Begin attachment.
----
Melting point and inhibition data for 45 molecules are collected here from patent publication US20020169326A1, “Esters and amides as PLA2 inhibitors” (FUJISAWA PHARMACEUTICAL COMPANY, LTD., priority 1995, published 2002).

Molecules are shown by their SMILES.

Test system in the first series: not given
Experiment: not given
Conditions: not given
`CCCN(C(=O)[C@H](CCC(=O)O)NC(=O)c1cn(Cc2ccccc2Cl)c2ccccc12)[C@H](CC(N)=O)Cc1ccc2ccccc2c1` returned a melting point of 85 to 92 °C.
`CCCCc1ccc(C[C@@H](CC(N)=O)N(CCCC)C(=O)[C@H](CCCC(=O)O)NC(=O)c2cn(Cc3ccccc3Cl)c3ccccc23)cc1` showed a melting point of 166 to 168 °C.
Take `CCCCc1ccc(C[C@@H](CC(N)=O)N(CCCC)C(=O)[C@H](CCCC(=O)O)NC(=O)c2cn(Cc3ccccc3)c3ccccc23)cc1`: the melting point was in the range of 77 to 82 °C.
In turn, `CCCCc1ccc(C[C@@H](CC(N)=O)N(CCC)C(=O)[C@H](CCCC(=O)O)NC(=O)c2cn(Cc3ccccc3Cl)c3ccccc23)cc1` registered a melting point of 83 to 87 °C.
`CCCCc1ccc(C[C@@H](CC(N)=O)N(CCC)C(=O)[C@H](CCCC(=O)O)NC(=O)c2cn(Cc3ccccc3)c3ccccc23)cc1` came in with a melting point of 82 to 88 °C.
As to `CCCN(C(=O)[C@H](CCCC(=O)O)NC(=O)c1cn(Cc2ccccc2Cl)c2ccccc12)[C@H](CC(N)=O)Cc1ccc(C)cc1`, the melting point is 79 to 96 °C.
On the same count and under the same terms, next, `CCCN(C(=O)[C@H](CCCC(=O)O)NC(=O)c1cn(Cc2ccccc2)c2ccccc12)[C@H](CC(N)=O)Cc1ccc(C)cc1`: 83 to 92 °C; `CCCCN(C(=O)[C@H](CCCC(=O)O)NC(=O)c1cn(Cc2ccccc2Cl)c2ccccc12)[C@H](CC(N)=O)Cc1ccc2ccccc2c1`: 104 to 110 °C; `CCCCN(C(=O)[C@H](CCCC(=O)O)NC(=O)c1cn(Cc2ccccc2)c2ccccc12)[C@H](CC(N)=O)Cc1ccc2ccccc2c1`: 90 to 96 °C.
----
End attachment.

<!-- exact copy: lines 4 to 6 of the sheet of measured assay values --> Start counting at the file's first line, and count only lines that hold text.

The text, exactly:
Experiment: not given
Conditions: not given
`CCCN(C(=O)[C@H](CCC(=O)O)NC(=O)c1cn(Cc2ccccc2Cl)c2ccccc12)[C@H](CC(N)=O)Cc1ccc2ccccc2c1` returned a melting point of 85 to 92 °C.